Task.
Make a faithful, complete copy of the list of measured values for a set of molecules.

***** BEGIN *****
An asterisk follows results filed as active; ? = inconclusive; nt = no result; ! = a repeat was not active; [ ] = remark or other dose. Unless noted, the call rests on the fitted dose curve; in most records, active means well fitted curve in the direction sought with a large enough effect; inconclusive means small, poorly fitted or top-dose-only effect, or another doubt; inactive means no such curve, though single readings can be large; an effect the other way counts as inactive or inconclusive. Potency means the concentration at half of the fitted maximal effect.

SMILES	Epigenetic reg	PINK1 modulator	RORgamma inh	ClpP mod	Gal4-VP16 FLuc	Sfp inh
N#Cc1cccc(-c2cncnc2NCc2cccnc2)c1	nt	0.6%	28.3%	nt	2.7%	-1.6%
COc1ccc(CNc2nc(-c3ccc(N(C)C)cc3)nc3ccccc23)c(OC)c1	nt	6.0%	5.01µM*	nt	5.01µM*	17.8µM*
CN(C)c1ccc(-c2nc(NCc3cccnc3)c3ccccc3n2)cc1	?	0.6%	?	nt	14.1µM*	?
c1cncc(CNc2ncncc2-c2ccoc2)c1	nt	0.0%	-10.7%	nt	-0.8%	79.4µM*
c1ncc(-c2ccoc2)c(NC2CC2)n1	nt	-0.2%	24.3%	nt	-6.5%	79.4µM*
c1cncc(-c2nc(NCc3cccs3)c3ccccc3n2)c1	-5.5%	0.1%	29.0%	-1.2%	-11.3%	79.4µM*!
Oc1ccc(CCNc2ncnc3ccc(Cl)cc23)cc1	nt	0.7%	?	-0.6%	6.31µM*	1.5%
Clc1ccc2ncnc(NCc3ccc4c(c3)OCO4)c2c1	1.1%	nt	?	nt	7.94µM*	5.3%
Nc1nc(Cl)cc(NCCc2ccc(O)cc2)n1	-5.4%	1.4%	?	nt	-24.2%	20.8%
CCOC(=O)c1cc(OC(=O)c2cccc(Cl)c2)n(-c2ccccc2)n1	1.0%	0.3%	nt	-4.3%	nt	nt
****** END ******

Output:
An asterisk follows results filed as active; ? = inconclusive; nt = no result; ! = a repeat was not active; [ ] = remark or other dose. Unless noted, the call rests on the fitted dose curve; in most records, active means well fitted curve in the direction sought with a large enough effect; inconclusive means small, poorly fitted or top-dose-only effect, or another doubt; inactive means no such curve, though single readings can be large; an effect the other way counts as inactive or inconclusive. Potency means the concentration at half of the fitted maximal effect.

SMILES	Epigenetic reg	PINK1 modulator	RORgamma inh	ClpP mod	Gal4-VP16 FLuc	Sfp inh
N#Cc1cccc(-c2cncnc2NCc2cccnc2)c1	nt	0.6%	28.3%	nt	2.7%	-1.6%
COc1ccc(CNc2nc(-c3ccc(N(C)C)cc3)nc3ccccc23)c(OC)c1	nt	6.0%	5.01µM*	nt	5.01µM*	17.8µM*
CN(C)c1ccc(-c2nc(NCc3cccnc3)c3ccccc3n2)cc1	?	0.6%	?	nt	14.1µM*	?
c1cncc(CNc2ncncc2-c2ccoc2)c1	nt	0.0%	-10.7%	nt	-0.8%	79.4µM*
c1ncc(-c2ccoc2)c(NC2CC2)n1	nt	-0.2%	24.3%	nt	-6.5%	79.4µM*
c1cncc(-c2nc(NCc3cccs3)c3ccccc3n2)c1	-5.5%	0.1%	29.0%	-1.2%	-11.3%	79.4µM*!
Oc1ccc(CCNc2ncnc3ccc(Cl)cc23)cc1	nt	0.7%	?	-0.6%	6.31µM*	1.5%
Clc1ccc2ncnc(NCc3ccc4c(c3)OCO4)c2c1	1.1%	nt	?	nt	7.94µM*	5.3%
Nc1nc(Cl)cc(NCCc2ccc(O)cc2)n1	-5.4%	1.4%	?	nt	-24.2%	20.8%
CCOC(=O)c1cc(OC(=O)c2cccc(Cl)c2)n(-c2ccccc2)n1	1.0%	0.3%	nt	-4.3%	nt	nt